Eyelashes: Conditions, Benefits, and Development

While looking at the mirror you might have noticed a single row of multiple hair-like structures at the margin of both upper and lower eyelids. These hair-like structures in the eyelid margin are known as eyelashes (or eyelid hairs).

What are Eyelashes?

The eyelash is also known as lash (derived from the Latin word Cilia). The Greek word for eyelash is βλέφαρον, which sorts as a root in biological terms like Blephara.

Eyelashes provide a natural defense system for the eye, shielding it from dirt, dust, and even small particles as they come towards it.

They also perform similar functions to whiskers on animals such as a cat or a mouse. This is because they are sensitive, thus providing you with an early warning if something gets too close to the eye.

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Benefits of Eyelash

The eyelash has a number of benefits that are not limited to this list. It protects your eyes from dirt, provides moisture, and gives you a more youthful appearance. Eyelashes provide a frame of beauty to your face by enhancing eyes by framing them with a natural line.

Eyelashes Development

Whilst in the womb, eyelashes grow from a lump called ectoderm at around 22-26 weeks of pregnancy.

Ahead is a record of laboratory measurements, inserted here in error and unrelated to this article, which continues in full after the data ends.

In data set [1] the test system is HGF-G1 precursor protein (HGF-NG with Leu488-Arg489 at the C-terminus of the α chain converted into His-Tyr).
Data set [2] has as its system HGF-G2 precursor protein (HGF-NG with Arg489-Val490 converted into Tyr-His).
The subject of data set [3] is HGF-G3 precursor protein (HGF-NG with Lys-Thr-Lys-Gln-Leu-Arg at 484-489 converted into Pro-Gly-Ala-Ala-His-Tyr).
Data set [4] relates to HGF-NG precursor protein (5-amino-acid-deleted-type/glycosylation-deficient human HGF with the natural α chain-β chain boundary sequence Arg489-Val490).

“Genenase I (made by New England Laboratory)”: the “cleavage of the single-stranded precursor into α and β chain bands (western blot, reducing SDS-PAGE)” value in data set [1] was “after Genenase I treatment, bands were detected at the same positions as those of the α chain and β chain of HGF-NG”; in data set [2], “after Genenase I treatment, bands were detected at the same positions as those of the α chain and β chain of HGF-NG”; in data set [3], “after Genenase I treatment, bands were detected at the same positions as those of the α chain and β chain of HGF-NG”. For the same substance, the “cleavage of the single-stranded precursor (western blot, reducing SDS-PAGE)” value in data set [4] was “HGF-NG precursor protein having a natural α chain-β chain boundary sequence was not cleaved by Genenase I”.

Natural eyelashes don’t grow beyond a certain length and fall out on their own. They grow back at about eight weeks if pulled off, but excessive pulling may lead to permanent damage.

Eyelash hair doesn’t vary in color like the person’s hair does, although the lashes may be darker or lighter. Eyelash hairs are not androgenic, unlike scalp hair, so they are not affected by puberty and grow at a constant rate throughout life.

Glands

There are a few glands in the eyelids margin near the bases of eyelashes that you might not have known about. The glands of Zeis and the glands of Moll are located between the skin and the eyelash follicle, near the base.

The former is located above the roots of eyelashes in the skin, whereas the latter is located below them in a groove on either side.

It was believed that these glands produce a fatty substance called sebum, which lubricates and nourishes eyelash hair.

However, they don’t play a significant role in the growth of the eyelashes, but their secretions are an important part of tears that help to maintain tear film stability and prevent dry eyes.


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Eyelash Conditions

The eyelids and eyelashes work together to protect the eyes from foreign invaders while also ensuring they don’t dry out. So, when new problems with your eyelids or lashes start happening, you’ll want to take care of them right away to avoid any damage

As you get older, many people notice that their eyelids and lashes encounter many problems. This can cause a variety of visual problems, but as long as you seek treatment early it’s usually not too difficult to fix the eyelid and eyelash problems.

Some of the common Eyelash conditions are explained below

Madarosis

There are different types of hair loss, including Madarosis. With it, you could lose the hair from your lashes or eyebrows on one half of your face or both. This condition can be especially distressing due to how much it impacts someone’s appearance